Yields on Fannie Mae and Freddie Mac mortgage bonds that guide U.S. home-loan rates approached a 14-month high as May employment data failed to allay concern that the Federal Reserve will pare back its unprecedented stimulus.
Fannie Mae’s current-coupon 30-year securities rose 0.06 percentage point to 2.99 percent as of 3 p.m. in New York, according to data compiled by Bloomberg. Yields reached 3 percent on June 4, the highest level since April 2012, climbing from a record-low 1.68 percent in September when the Fed said it would start buying $40 billion of home-loan debt a month to begin its third round of bond purchases.
The Fed has stoked credit markets through buying $85 billion of the bonds and Treasuries monthly to stimulate the economy, a program that policy makers have said would remain in place until evidence emerges of a sustained improvement. While figures released today showed the jobless rate unexpectedly climbed from a four-year low to 7.6 percent, payrolls rose 175,000, more than the median forecast in a Bloomberg survey.
“I don’t think much can be taken away from today’s numbers in terms of tapering being taken off the table,” Matthew Peterson, a money manager in New York at Bank of Tokyo-Mitsubishi Ltd., said in a telephone interview. “We still have the potential for tapering in September and we still have a couple of long summer months of employment reports before we get to that meeting” of Fed policy makers, he said.
“So volatility will continue at least through the summer,” Peterson said.
Pacific Investment Management Co.’s Bill Gross, manager of the world’s biggest bond fund, said earlier in a radio interview on “Bloomberg Surveillance” with Tom Keene and Mike McKee that the employment report suggested the Fed won’t taper.
“Today’s report doesn’t say anything about tapering at all,” Gross said. Fed Chairman Ben S. Bernanke “won’t taper. But I think ultimately in order to get a more normal economy, the Fed has got to move interest rates up to more normal levels,” he said.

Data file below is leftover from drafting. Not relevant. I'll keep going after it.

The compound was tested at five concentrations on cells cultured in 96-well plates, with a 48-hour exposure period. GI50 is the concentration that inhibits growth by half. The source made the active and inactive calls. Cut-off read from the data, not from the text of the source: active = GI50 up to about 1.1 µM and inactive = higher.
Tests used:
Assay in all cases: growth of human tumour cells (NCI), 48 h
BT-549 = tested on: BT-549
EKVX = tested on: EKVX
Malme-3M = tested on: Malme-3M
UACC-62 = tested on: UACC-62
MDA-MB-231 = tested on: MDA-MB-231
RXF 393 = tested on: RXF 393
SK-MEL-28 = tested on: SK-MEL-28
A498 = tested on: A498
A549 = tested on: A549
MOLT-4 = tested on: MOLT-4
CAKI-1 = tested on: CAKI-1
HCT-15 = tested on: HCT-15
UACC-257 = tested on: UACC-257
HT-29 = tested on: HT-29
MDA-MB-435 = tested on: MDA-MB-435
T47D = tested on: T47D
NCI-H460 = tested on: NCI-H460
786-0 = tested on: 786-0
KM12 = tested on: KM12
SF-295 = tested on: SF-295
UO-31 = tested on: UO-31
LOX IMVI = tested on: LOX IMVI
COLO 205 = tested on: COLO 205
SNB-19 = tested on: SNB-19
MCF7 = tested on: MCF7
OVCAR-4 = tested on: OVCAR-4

Pimco has begun to re-enter the mortgage-bond market after relative yields on the securities widened during the past month, he said.
The central bank’s debt buying had been pushing down mortgage rates, helping property prices rally after a five-year housing slump and boosting homeowner refinancing that’s aided consumers and banks. With interest rates now rising, it’s no longer attractive for borrowers to refinance about $600 billion more of Fannie Mae and Freddie Mac 30-year loans, JPMorgan Chase & Co. analysts wrote in a report yesterday.
The average rate for a 30-year fixed mortgage rose to 3.91 percent this week, from this year’s low of 3.35 percent five weeks earlier and a nadir of 3.31 percent in November, according to Freddie Mac surveys.
Securities in the more than $5 trillion market for housing debt backed by government-supported Fannie Mae and Freddie Mac or U.S.-owned Ginnie Mae lost 1.5 percent in May, the most since April 2004, according to Bank of America Merrill Lynch index data. The notes declined an additional 0.1 percent this month through yesterday.
Losses among Fannie Mae’s current-coupon securities, or those trading closest to face value and the largest target of the Fed’s buying, have been more extreme, totaling 4.5 percent since April, according to Bank of America Merrill Lynch index data.
A measure of spreads on the Fannie Mae current coupon debt declined for a second day. A Bloomberg index of yields on the mortgage bonds narrowed about 0.01 percentage point to 1.38 percentage point higher than an average of five- and 10-year Treasury rates. The gap soared almost 0.3 percentage point from the end of April to 1.42 percentage point on June 5.